February 3rd, 2014
Over the last few months I’ve started to realize how important RCMA (Remote-Control Model Aircraft) photography is going to be in upper-end real estate photography. I know, I’ve been calling it UAV photography but RCMA makes more sense. It will replace Pole Aerial Photography and traditional aerial photography because it’s so cheap and easy. It also will allow interior shots you could get no other way. Whether or not a photographer offers it may well soon become a significant factor in how upper-end agents choose a photographer. Minutes after writing the above I talked to a Realtor in Southern California that has a member of her marketing team that flies a DJI Phantom… What can I say?
Update 2/4/2014: I just got a promotional e-mail from Tourfactory.com. In addition to other new tour features they are promoting “aerial videos”. An example of their “aerial video” is the RCMA shot video is labeled Aerial Video in this tour. These are the people you are competing with and if I’m an agent in the Seattle area, I can order one of these RCMA aerial videos today! This a national (US) tour company… aerial video will be coming to your area soon! One can only infer that they don’t see much of a legal risk in commercial RCMA real estate photography.
I’m sure some of you will argue, but let’s pretend for a minute I’m correct. If I am correct and you sit on the sidelines and wait for the FAA to deal with the massive challenge it has to create reasonable guidelines, certifications and enforceable laws you will be years behind those that decide to ignore the legal greyness and confusion and just do it. Even optimistic estimates are that clarity is at least a year away. I believe it will be much longer. Because this is a WAY bigger challenge than the FAA realizes. So what do you do to stay in the game? (Update: 2/5/2014: Federal watchdogs told a House panel 2/5/2014 that the Federal Aviation Administration won’t meet its 2015 deadline.) There are two basic approaches that photographers are already taking (of course I’m just talking about the US):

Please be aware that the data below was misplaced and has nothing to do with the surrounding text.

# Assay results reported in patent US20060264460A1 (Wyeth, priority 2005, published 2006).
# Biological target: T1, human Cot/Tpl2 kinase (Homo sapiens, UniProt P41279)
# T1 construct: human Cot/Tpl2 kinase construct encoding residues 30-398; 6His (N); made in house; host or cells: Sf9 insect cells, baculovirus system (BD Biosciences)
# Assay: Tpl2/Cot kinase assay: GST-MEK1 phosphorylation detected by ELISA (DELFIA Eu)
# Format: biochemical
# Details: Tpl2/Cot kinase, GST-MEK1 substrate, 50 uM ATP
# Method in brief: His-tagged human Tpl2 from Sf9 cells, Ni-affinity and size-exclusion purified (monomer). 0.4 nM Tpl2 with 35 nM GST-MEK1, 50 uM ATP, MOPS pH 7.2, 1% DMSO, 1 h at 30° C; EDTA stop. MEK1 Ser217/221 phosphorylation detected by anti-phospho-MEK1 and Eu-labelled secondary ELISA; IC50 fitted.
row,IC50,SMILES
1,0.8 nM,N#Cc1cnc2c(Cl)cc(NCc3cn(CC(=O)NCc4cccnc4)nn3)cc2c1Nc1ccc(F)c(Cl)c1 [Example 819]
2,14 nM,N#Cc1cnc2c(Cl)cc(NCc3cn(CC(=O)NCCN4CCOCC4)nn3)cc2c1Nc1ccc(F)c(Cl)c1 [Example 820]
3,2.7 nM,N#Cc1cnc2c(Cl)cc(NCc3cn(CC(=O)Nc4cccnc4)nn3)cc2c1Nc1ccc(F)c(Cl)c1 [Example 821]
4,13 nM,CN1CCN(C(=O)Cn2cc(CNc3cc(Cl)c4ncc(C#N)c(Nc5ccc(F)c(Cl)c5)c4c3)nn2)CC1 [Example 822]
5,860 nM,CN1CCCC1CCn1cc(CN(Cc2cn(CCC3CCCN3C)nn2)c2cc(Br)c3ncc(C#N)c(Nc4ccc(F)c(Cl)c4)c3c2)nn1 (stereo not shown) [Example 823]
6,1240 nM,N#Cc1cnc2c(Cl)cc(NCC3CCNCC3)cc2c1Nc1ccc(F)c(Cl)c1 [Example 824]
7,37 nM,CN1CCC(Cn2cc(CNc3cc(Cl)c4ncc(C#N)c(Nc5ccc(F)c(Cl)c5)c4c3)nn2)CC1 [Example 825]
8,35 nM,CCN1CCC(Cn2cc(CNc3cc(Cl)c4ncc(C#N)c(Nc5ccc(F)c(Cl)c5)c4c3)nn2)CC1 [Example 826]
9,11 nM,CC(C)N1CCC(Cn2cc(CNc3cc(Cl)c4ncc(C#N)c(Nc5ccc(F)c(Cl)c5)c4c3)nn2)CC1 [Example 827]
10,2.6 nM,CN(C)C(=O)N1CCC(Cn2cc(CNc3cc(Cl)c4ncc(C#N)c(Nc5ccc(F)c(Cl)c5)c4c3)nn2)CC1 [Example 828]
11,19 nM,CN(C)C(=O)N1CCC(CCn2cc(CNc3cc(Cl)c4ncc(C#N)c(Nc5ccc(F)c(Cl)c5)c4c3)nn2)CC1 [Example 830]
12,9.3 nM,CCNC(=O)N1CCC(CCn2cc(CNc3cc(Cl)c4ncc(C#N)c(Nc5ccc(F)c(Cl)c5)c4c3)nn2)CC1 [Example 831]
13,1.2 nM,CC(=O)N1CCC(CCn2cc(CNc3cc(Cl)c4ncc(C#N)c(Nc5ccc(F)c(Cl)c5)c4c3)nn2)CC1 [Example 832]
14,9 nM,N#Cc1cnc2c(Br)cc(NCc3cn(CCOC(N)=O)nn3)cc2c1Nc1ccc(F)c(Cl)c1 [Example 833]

- Ignore the stuff in the press about the FAA and do what you need to do: You can already see that most photographers are choosing this path. They are supported by what seems to be quite good evidence that nothing has ever happened to anyone for operating a RCMA commercially and that nothing is likely happen to Raphael Pirker for operating his RCMA commercially. You can see this happening all over, but very few that do it want to talk about it. A variation of this is to claim that as long as you fly above private property FAA “rules” don’t apply.
- Participate as a “hobbyist”: Steve Loos sent me this video. Steve says, “My current goal is to build a brand looking forward to the day the rules are finalized by FAA in 2015. This would be hard to do working in the dark. Also, not fair to the client in not disclosing the current state of law. I fly according to current FAA and AMA rules for hobby model aircraft flying; line of site, below 400′, in a safe manner etc. My clients offer me access to properties to build my skills and brand, and in exchange I provide the photos at no charge. No promise or expectation of fees or future work is made. I provide a written disclosure to the client that explains the status of current rules and confirms no fee or promise of work has been made. I fly a DJI Phantom version 2 with zenmuse gimbal and eagleeye fpv display, gopro hero 3+ black, video shot 1080p at 60fps rendered at 24fps.”
There are good arguments for either of these approaches. There is a lot to learn and this technology is evolving at lightning speed. The only approach that has a problem is deciding to wait until all of the chaos and confusion surrounding the commercial use of RCMAs clears up.
Also, Steve would like some feedback on his video, that’s why he sent it to me. I think he’s done a great job. But more feedback from some of the Phantom flyers in the audience would be greatly appreciated.